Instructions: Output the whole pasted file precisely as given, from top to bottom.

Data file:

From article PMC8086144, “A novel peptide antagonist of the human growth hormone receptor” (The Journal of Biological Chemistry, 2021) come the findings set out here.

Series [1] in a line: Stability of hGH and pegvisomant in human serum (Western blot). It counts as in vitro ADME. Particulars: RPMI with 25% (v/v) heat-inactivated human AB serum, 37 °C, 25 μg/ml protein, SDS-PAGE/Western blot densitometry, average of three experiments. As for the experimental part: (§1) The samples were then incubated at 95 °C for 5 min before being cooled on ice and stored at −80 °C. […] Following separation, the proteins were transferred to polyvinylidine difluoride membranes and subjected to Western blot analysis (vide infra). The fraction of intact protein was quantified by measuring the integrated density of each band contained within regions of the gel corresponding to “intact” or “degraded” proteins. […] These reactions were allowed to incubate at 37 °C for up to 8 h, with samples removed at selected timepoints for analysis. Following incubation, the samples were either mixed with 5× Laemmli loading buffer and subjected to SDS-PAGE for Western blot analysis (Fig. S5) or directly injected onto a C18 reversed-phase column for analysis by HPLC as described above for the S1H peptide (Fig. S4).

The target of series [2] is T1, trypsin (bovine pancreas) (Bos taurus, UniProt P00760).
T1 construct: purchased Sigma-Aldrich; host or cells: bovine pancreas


From article PMC8086144, “A novel peptide antagonist of the human growth hormone receptor” (The Journal of Biological Chemistry, 2021) come the findings set out here.

Series [1] in a line: Stability of hGH and pegvisomant in human serum (Western blot). It counts as in vitro ADME. Particulars: RPMI with 25% (v/v) heat-inactivated human AB serum, 37 °C, 25 μg/ml protein, SDS-PAGE/Western blot densitometry, average of three experiments. As for the experimental part: (§1) The samples were then incubated at 95 °C for 5 min before being cooled on ice and stored at −80 °C. […] Following separation, the proteins were transferred to polyvinylidine difluoride membranes and subjected to Western blot analysis (vide infra). The fraction of intact protein was quantified by measuring the integrated density of each band contained within regions of the gel corresponding to “intact” or “degraded” proteins. […] These reactions were allowed to incubate at 37 °C for up to 8 h, with samples removed at selected timepoints for analysis. Following incubation, the samples were either mixed with 5× Laemmli loading buffer and subjected to SDS-PAGE for Western blot analysis (Fig. S5) or directly injected onto a C18 reversed-phase column for analysis by HPLC as described above for the S1H peptide (Fig. S4).

The target of series [2] is T1, trypsin (bovine pancreas) (Bos taurus, UniProt P00760).
T1 construct: purchased Sigma-Aldrich; host or cells: bovine pancreas